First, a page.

Charles and Myrtle Fillmore had many abilities. They were practical people: teachers, ministers, healers, builders. But they had vision, too. They worked to turn their ideas into magazines and buildings, into restored bodies and renewed minds and illumined lives. But their ideas soared even beyond their accomplishments. They had the vision of the perfect man in God, and this perfection was their goal. They aimed at the highest, and how high they mounted! They aimed at eternal life, and how much of life they won, not only for themselves but for how many others! Because they lived close in thought and aspiration to God, there was about them an atmosphere of spirituality that those who were near them felt.
About Myrtle Fillmore, there was always an unworldly quality that once made her husband say of her, "Myrtle belongs on another planet." She was not much concerned with worldliness. Almost all the writing that she did was in private letters, most of which have disappeared. Her speaking rarely consisted of formal addresses, but was more likely to consist of the inspiration that came to her at the moment. When she spoke, thought moved through her as a butterfly moves through a field of summer flowers, lighting
on an idea, hovering for a moment, tasting its sweetness, then moving on to another. Little that she said was ever written down. Yet though most of the words she uttered have vanished, their effect has not vanished from the hearts and minds of those who heard them and were lifted up, nor from the flesh of those who heard them and were healed. Unity itself is the ever-living, ever-growing expression of her spirit.
About Charles Fillmore, there was something of the prophet. He lived simply and he lived very close to God and he felt very strongly that God was speaking to him, using him to convey divine ideas. Like Joseph and Daniel, he felt that God came to him in dreams and visions of the night and revealed to him much of the Truth about which he wrote and spoke. He was always looking forward. He foresaw radio and talked about it in sermons and articles. He foresaw that the atom would be split and become a source of power. His mind was always ranging far ahead of most persons', even ahead of his fellow workers.
The mother of one of the editors at Unity School recalls that the first time she ever went to hear Charles Fillmore speak she thought he talked about such "crazy things, such as talking through the ethers and harnessing the ethers to do our work for us" that she almost never went back.
Once one of his editors questioned an article Mr. Fillmore had written about atomic energy. Years later, the first atomic bomb was detonated in New Mexico.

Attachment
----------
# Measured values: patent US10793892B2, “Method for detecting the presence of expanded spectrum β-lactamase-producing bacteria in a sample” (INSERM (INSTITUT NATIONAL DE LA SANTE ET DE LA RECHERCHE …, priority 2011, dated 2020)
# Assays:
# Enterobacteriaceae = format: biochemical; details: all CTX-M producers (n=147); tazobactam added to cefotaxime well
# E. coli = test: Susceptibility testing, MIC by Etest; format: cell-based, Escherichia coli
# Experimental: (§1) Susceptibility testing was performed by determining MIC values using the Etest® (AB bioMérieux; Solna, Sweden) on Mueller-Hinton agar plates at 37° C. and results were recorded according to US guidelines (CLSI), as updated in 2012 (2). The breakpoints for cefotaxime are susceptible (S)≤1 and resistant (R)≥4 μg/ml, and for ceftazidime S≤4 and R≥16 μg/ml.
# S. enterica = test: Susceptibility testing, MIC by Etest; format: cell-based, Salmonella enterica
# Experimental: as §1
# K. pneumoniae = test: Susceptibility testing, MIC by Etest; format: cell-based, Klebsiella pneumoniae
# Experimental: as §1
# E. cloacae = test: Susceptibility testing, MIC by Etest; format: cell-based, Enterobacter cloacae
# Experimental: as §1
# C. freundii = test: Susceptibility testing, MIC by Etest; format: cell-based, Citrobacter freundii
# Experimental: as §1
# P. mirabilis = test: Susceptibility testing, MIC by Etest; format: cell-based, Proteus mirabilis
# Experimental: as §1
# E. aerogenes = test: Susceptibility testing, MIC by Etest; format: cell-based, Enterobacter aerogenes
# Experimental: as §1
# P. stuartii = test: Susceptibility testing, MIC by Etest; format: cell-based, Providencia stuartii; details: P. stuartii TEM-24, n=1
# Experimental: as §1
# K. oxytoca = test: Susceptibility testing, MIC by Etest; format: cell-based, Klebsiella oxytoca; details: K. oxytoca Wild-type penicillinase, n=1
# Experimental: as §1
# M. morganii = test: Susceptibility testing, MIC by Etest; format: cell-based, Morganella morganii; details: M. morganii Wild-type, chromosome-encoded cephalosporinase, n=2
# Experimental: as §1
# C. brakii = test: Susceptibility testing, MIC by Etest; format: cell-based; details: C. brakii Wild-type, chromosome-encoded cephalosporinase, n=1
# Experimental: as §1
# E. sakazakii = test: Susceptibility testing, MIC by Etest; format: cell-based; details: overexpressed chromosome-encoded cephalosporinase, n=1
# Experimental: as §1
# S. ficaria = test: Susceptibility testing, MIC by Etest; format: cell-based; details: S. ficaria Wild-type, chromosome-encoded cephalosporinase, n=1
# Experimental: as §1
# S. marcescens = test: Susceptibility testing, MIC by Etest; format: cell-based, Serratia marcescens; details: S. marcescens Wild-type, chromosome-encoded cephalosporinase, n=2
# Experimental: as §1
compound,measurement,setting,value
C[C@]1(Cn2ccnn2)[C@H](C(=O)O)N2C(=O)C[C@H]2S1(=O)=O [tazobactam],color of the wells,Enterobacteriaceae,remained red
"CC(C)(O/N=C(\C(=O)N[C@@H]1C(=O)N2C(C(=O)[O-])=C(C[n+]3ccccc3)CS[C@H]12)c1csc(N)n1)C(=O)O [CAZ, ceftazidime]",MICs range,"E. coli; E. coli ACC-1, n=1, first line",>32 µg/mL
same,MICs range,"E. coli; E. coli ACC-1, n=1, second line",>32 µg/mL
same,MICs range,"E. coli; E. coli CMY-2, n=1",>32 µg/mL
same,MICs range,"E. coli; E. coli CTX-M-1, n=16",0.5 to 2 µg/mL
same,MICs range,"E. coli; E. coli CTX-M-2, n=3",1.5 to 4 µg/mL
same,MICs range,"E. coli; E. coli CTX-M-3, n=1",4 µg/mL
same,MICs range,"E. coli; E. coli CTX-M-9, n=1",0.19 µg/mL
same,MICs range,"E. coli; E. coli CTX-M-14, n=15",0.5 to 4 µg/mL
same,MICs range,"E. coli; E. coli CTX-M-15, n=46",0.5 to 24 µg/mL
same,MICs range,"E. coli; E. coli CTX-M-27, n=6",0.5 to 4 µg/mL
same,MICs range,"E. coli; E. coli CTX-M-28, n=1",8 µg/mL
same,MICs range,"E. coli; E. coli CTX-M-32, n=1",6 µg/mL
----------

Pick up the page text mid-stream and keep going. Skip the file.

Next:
Charles and Myrtle Fillmore followed the "visionary gleam." They were pioneers of mind and spirit. They were never bound by limited conceptions about life but were always striking out into the new. They were people with the courage to step out on faith. "Judge not according to appearance," (John 7:24) said Jesus, and Charles and Myrtle Fillmore
took Him at His word. Appearances might say, "You cannot do it," but Charles and Myrtle Fillmore did not believe in appearances. "If you need something," said Mr. Fillmore, "go ahead and get it, do something about it."
Charles and Myrtle Fillmore were a man and woman of faith. In the word faith is summed up the story of their life and works — and the story of Unity. They did their works through faith. They soared beyond their works through faith. They were teachers through faith. They were healers through faith. They were builders through faith. They were overcomers through faith.
Many, many times in the history of Unity they came to a place where it seemed that they could not go on, yet they went on through faith.
They taught that God is a help in every need and they prayed in this simple faith. Over and over when they were in need, they went to God to prove that what they taught is true. All that they thought and wrote and did they wrought through faith. Through faith, they turned to God in the beginning. Through faith, they healed their bodies. Through faith, they brought healing to others. Through faith, they founded Unity. Through faith, they persevered in their idea when everything seemed to say that they were destined for failure. Through faith, they built a work that rings the world around with faith and prayer.
They never lost faith.
Once Unity was in serious financial straits. Bills that had to be paid were piling up, and there did not seem to be money enough to meet the pay roll. The Fillmores called their staff together to pray about the matter. One of the staff said, "Let us pray that the money holds out."
"Oh, no," whispered Myrtle Fillmore, "let us pray that our faith holds out."